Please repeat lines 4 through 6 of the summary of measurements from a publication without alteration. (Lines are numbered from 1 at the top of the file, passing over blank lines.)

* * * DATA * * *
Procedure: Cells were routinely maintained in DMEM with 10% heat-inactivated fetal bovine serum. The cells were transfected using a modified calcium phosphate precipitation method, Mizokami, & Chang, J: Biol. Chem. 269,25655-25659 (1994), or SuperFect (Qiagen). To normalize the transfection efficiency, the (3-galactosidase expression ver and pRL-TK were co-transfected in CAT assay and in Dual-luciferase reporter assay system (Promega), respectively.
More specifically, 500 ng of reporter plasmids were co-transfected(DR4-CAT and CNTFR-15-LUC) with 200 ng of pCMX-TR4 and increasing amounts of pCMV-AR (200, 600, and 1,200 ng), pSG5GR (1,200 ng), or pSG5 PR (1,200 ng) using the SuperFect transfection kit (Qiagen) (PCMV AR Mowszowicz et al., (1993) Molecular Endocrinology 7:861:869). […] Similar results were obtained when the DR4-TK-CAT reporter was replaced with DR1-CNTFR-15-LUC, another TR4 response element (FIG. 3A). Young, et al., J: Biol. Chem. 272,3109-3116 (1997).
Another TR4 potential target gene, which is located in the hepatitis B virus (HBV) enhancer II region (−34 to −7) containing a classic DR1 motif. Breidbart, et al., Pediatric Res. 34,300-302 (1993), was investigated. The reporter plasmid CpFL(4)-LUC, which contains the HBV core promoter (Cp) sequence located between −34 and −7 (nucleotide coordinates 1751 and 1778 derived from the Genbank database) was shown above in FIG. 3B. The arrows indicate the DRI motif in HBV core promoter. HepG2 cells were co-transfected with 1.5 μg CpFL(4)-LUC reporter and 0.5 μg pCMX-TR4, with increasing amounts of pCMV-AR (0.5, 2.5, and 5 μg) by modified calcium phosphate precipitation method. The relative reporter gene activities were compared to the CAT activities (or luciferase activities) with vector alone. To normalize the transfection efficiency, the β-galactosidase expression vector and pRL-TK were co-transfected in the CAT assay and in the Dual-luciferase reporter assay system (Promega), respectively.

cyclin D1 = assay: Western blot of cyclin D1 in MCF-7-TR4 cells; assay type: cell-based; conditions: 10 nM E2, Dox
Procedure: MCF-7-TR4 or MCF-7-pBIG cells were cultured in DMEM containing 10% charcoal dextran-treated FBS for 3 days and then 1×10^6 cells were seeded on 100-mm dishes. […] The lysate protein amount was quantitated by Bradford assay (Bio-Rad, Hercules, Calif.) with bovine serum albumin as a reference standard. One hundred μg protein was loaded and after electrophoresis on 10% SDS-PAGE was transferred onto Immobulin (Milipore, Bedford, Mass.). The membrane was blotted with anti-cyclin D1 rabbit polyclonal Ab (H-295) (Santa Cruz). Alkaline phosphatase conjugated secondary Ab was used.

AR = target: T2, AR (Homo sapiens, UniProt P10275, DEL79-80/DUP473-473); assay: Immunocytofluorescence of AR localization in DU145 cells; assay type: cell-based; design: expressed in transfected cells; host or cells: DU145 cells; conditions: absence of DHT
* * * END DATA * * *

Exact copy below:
cyclin D1 = assay: Western blot of cyclin D1 in MCF-7-TR4 cells; assay type: cell-based; conditions: 10 nM E2, Dox
Procedure: MCF-7-TR4 or MCF-7-pBIG cells were cultured in DMEM containing 10% charcoal dextran-treated FBS for 3 days and then 1×10^6 cells were seeded on 100-mm dishes. […] The lysate protein amount was quantitated by Bradford assay (Bio-Rad, Hercules, Calif.) with bovine serum albumin as a reference standard. One hundred μg protein was loaded and after electrophoresis on 10% SDS-PAGE was transferred onto Immobulin (Milipore, Bedford, Mass.). The membrane was blotted with anti-cyclin D1 rabbit polyclonal Ab (H-295) (Santa Cruz). Alkaline phosphatase conjugated secondary Ab was used.

AR = target: T2, AR (Homo sapiens, UniProt P10275, DEL79-80/DUP473-473); assay: Immunocytofluorescence of AR localization in DU145 cells; assay type: cell-based; design: expressed in transfected cells; host or cells: DU145 cells; conditions: absence of DHT